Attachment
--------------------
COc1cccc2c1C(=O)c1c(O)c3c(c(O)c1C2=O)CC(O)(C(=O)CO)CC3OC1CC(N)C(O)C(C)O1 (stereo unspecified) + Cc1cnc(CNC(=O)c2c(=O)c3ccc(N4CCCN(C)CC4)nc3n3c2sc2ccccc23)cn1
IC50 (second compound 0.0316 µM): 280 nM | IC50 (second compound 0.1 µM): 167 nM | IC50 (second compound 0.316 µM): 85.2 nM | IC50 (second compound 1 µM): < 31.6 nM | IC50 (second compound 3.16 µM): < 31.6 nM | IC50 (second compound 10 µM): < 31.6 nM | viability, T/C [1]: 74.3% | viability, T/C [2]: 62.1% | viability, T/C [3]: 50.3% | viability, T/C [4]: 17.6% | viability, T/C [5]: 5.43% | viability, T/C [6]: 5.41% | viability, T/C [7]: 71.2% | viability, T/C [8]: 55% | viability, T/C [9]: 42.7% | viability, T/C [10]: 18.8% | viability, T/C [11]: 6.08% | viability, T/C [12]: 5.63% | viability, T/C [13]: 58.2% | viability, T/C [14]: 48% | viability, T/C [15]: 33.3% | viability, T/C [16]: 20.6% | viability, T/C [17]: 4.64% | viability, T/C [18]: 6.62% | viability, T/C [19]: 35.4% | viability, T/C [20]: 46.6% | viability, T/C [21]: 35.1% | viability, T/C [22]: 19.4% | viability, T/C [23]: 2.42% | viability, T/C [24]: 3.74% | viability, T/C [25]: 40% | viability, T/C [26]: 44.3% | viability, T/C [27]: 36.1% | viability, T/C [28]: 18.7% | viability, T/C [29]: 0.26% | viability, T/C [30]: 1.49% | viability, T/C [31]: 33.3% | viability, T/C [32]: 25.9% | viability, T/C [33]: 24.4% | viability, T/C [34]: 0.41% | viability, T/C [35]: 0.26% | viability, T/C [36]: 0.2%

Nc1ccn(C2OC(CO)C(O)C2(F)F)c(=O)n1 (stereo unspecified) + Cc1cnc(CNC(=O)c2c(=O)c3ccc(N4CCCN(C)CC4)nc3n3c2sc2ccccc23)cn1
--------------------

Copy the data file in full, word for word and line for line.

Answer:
COc1cccc2c1C(=O)c1c(O)c3c(c(O)c1C2=O)CC(O)(C(=O)CO)CC3OC1CC(N)C(O)C(C)O1 (stereo unspecified) + Cc1cnc(CNC(=O)c2c(=O)c3ccc(N4CCCN(C)CC4)nc3n3c2sc2ccccc23)cn1
IC50 (second compound 0.0316 µM): 280 nM | IC50 (second compound 0.1 µM): 167 nM | IC50 (second compound 0.316 µM): 85.2 nM | IC50 (second compound 1 µM): < 31.6 nM | IC50 (second compound 3.16 µM): < 31.6 nM | IC50 (second compound 10 µM): < 31.6 nM | viability, T/C [1]: 74.3% | viability, T/C [2]: 62.1% | viability, T/C [3]: 50.3% | viability, T/C [4]: 17.6% | viability, T/C [5]: 5.43% | viability, T/C [6]: 5.41% | viability, T/C [7]: 71.2% | viability, T/C [8]: 55% | viability, T/C [9]: 42.7% | viability, T/C [10]: 18.8% | viability, T/C [11]: 6.08% | viability, T/C [12]: 5.63% | viability, T/C [13]: 58.2% | viability, T/C [14]: 48% | viability, T/C [15]: 33.3% | viability, T/C [16]: 20.6% | viability, T/C [17]: 4.64% | viability, T/C [18]: 6.62% | viability, T/C [19]: 35.4% | viability, T/C [20]: 46.6% | viability, T/C [21]: 35.1% | viability, T/C [22]: 19.4% | viability, T/C [23]: 2.42% | viability, T/C [24]: 3.74% | viability, T/C [25]: 40% | viability, T/C [26]: 44.3% | viability, T/C [27]: 36.1% | viability, T/C [28]: 18.7% | viability, T/C [29]: 0.26% | viability, T/C [30]: 1.49% | viability, T/C [31]: 33.3% | viability, T/C [32]: 25.9% | viability, T/C [33]: 24.4% | viability, T/C [34]: 0.41% | viability, T/C [35]: 0.26% | viability, T/C [36]: 0.2%

Nc1ccn(C2OC(CO)C(O)C2(F)F)c(=O)n1 (stereo unspecified) + Cc1cnc(CNC(=O)c2c(=O)c3ccc(N4CCCN(C)CC4)nc3n3c2sc2ccccc23)cn1